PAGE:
By Rachael Edwards [Warning: spoilers ahead] A girl is still recovering from last night’s Season 7  premiere of "Game of Thrones". My voice is hoarse from screaming every other scene, and my edges have fallen off from how flawlessly this show can juggle fifteen thousand storylines. Historically, GoT’s represented women as strong, but still disposable. With heavy criticism from fans who watched women characters being sexually and physically abused, the show seems to be taking a 360 degree turn, redeeming these characters with esteem and in-depth storylines. I dare not praise this exciting episode’s success without bowing down to the women played in it. 1. Arya Stark: The opening scene is Lord Walder Frey giving a toast to the men that aided him during the Red Wedding. The men raise their glasses and take a drink. Lord Frey, visibly, does not. He talks to them about how they killed all the Starks, save one. All of a sudden we see the men who took a drink begin to choke and grumpy ass Frey peels his face off  and well damn, it’s fucking Arya. Fuck her damn hitlist - Arya is not just going out for key players, this girl time to take out their supporters. Was I the only one who cackled when she met up with (peasant) Sheeran and crew and she told them she was going to kill Cersei?  They thought she was kidding. I’m dying to see what more damage she is going to do to her enemies. 2. Sansa Stark: Sansa, you’re doing amazing sweetie. I almost threw my drink when she talked all over her brother, Jon Snow, when they were trying to sort out what to do with the Houses who betrayed (deceased) Robb Stark, the war in the  South, and the arrival of winter. I’m just going to get it out of the way and say that women should talk over men like they talk over us all the damn time. Brava, sis. She even shut down Littlefinger when he tried to whisper bitternothings into her ear about her right to be Queen of the North. I live! 3. Lyanna Mormont: I said this before and I’ll say it again, Lyanna might just make me believe white women can do this feminism thing right. Instead of rallying behind a Scarlett Johanssen–white women need to cape and learn from House Mormont. Lyanna was involved in what seemed to be a community forum with Jon Snow. When I tell you she got those older folks together! She’s stern and no one questions her judgement. She is defying the conventional notions of age and sound judgement.  Lyanna will always have the final word, and who gon’ check her? 4. Brienne of Tarth: I always have to collect myself when Brienne walks into scene. Her character is bae-incarnate. When she is not trying to help poor Podrick learn how to fight, she is right behind Sansa ready to snatch anyone who dares to harm her. This season, Brienne is in charge of protecting Sansa. Brienne came through with the, “Why is he [Littlefinger]  still here?” It reminds me of when your friend just broke up with her boyfriend, but he’s still coming over to pick up the rest of his *things* and you have to check her asking him why he’s still there. Brienne is that girl who is going to hold you accountable.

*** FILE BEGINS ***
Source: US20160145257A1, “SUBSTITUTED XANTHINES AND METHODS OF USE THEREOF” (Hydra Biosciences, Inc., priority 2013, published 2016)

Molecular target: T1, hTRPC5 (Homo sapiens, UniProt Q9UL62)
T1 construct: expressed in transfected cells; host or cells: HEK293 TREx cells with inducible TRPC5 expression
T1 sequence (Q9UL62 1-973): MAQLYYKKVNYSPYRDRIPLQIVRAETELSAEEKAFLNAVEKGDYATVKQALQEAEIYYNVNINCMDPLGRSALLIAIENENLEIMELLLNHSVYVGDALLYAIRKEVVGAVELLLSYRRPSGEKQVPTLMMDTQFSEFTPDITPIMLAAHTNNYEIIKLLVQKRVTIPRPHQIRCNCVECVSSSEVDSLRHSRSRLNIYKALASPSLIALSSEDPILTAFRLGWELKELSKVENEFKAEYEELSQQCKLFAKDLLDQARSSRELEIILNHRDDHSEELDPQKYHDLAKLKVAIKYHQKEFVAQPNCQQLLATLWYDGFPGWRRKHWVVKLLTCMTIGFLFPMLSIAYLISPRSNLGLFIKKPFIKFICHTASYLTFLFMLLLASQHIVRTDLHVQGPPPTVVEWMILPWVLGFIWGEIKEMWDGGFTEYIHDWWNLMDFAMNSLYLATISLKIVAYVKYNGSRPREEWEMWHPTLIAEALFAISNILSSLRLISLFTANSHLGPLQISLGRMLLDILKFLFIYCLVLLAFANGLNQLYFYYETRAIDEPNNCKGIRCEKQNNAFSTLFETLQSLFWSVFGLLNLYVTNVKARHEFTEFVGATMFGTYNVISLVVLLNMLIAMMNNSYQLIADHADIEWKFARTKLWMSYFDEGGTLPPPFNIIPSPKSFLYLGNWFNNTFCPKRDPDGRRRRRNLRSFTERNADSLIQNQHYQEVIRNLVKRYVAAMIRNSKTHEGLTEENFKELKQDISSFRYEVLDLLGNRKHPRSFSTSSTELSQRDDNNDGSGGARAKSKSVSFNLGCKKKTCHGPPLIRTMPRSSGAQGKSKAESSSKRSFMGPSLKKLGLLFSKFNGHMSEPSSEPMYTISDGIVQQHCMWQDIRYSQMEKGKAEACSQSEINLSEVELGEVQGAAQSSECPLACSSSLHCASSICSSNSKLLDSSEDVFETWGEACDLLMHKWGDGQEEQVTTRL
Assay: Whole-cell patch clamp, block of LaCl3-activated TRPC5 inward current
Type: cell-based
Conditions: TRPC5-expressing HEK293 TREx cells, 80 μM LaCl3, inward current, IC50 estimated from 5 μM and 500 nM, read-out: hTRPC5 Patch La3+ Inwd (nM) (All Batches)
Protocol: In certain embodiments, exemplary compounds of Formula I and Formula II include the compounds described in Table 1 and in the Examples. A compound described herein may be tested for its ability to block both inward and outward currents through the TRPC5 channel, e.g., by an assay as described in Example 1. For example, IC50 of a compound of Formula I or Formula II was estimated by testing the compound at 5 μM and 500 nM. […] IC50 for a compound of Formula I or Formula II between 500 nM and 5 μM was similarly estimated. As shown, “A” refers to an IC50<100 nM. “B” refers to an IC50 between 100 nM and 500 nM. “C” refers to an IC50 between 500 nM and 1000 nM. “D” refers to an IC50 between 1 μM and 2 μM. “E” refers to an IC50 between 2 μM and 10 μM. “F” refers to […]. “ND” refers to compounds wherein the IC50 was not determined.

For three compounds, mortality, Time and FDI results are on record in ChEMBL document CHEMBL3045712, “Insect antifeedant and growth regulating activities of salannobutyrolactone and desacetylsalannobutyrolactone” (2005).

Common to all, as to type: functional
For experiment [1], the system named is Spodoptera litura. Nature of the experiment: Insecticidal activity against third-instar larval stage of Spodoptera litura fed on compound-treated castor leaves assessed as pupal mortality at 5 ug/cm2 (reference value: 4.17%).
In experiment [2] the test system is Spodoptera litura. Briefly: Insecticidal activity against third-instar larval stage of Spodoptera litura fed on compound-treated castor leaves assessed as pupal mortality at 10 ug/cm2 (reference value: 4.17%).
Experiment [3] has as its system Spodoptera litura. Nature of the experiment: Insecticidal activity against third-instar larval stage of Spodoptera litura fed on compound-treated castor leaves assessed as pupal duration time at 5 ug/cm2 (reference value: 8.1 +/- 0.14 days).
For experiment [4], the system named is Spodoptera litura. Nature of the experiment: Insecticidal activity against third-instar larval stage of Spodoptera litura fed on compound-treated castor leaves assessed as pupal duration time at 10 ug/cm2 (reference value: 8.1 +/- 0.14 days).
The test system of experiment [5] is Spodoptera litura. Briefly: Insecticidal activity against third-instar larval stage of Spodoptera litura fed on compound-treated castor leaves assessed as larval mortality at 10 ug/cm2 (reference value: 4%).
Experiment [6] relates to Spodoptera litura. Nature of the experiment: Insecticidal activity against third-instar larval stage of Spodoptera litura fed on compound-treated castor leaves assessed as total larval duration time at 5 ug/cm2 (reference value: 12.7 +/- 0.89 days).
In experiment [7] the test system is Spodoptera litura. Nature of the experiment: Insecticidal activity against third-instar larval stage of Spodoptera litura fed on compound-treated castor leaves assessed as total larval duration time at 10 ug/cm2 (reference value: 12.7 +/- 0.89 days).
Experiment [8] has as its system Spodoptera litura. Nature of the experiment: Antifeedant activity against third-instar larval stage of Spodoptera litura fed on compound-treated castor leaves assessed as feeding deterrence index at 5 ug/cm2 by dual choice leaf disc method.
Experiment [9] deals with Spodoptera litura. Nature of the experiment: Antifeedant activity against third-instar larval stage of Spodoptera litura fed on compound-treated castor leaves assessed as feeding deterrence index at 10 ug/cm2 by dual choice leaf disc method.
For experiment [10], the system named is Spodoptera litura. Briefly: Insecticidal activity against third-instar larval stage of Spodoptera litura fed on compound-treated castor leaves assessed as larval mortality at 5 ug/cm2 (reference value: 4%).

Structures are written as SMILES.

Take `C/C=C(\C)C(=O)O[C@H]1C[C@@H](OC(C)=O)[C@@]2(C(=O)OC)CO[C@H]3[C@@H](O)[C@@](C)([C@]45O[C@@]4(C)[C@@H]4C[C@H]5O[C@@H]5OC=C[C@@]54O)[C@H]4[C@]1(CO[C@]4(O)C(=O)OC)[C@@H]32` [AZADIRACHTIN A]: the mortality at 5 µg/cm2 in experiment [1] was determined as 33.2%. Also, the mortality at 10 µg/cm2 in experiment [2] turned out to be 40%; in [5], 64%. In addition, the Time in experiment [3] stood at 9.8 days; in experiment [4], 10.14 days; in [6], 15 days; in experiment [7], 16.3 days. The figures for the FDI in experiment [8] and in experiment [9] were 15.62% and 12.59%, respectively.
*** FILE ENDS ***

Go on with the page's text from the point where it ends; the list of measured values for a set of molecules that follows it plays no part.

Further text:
Related: “ORANGE IS THE NEW BLACK” HAS RETURNED WITH MORE BLACK PAIN